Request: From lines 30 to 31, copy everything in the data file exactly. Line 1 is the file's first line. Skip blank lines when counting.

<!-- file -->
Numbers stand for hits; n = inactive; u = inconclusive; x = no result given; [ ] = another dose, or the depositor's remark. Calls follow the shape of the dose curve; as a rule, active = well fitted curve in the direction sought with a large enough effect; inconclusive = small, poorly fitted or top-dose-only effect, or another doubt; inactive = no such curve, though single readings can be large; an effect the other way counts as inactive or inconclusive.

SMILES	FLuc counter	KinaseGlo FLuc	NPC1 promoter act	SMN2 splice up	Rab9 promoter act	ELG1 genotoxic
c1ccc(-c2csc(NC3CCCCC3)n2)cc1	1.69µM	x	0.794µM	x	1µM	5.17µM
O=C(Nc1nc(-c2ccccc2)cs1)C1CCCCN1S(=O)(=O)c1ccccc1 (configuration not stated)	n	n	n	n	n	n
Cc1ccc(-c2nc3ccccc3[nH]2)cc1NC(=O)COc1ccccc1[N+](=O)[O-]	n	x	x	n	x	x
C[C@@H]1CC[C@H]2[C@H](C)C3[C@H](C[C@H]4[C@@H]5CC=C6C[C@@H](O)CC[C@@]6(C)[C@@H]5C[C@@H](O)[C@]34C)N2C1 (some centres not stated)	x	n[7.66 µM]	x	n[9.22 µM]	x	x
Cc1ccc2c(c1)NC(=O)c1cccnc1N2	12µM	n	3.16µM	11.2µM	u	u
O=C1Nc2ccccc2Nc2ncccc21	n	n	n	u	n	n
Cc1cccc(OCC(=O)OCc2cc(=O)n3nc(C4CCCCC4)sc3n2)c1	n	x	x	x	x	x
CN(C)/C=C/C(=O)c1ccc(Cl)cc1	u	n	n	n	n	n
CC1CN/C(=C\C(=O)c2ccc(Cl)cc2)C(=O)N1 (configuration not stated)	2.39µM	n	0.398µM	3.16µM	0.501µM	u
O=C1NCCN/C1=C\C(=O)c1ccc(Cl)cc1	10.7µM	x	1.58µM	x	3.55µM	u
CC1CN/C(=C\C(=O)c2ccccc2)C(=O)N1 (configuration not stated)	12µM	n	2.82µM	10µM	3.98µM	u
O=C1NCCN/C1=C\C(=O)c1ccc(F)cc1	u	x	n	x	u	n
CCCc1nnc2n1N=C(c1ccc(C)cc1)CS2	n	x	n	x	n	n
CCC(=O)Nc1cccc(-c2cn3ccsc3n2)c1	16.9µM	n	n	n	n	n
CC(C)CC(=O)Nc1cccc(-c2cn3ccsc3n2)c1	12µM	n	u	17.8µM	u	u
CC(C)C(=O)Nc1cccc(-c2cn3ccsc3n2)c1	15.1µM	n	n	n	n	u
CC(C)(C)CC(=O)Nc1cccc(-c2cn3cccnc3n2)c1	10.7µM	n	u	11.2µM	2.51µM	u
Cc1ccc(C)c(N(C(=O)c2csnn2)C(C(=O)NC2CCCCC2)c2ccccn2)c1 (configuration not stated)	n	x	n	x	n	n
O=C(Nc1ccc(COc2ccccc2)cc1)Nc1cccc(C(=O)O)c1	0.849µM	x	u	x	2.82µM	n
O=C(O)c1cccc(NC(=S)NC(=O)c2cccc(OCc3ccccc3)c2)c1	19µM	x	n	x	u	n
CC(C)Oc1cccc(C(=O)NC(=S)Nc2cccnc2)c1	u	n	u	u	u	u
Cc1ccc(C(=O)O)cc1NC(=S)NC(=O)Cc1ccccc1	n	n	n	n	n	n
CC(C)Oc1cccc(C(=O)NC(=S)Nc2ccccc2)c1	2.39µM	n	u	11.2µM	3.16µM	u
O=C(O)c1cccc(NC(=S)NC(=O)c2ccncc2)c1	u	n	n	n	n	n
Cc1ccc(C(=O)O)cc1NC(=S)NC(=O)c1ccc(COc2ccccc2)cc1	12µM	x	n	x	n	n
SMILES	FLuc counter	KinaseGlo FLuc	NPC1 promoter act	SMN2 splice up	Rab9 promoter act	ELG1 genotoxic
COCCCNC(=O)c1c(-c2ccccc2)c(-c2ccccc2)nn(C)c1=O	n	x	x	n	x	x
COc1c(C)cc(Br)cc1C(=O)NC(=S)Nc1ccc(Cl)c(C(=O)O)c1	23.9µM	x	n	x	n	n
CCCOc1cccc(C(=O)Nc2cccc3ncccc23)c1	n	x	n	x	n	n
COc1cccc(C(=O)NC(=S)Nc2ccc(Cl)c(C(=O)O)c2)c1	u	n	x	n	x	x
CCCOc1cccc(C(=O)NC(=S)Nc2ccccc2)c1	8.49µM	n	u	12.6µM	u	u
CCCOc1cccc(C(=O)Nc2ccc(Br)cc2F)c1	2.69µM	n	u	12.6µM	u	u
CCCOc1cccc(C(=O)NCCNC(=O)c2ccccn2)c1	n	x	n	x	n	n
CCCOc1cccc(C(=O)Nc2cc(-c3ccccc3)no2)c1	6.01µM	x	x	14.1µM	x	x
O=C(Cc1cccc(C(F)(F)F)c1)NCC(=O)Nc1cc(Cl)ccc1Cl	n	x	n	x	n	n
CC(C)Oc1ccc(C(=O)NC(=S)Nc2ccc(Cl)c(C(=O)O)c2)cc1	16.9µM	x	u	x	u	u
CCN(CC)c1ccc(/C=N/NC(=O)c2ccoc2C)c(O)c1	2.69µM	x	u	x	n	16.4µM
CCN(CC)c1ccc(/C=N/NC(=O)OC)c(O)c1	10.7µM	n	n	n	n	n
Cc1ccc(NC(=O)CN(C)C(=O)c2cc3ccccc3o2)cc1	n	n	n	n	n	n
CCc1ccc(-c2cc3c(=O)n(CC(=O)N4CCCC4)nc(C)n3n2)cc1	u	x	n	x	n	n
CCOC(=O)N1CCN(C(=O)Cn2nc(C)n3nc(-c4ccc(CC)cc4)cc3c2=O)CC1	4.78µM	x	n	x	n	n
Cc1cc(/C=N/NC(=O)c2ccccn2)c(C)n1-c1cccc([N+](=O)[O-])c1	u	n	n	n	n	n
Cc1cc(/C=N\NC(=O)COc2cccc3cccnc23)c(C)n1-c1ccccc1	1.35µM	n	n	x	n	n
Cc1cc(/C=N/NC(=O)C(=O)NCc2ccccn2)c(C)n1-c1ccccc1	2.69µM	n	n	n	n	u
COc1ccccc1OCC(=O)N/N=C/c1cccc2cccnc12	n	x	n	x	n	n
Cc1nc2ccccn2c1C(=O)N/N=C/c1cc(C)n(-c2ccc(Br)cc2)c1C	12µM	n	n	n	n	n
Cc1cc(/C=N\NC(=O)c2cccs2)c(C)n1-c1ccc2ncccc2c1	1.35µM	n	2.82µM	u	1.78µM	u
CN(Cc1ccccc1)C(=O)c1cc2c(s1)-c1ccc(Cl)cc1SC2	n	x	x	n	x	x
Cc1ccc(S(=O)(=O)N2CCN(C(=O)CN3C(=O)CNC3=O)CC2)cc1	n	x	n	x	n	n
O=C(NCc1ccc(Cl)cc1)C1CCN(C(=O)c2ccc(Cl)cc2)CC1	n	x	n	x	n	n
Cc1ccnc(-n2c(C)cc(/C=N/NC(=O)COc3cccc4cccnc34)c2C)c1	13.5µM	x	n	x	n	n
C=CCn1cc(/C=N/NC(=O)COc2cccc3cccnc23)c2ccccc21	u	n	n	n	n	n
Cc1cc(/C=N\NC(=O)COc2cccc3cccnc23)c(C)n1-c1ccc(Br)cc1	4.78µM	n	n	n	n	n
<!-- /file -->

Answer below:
COc1c(C)cc(Br)cc1C(=O)NC(=S)Nc1ccc(Cl)c(C(=O)O)c1	23.9µM	x	n	x	n	n
CCCOc1cccc(C(=O)Nc2cccc3ncccc23)c1	n	x	n	x	n	n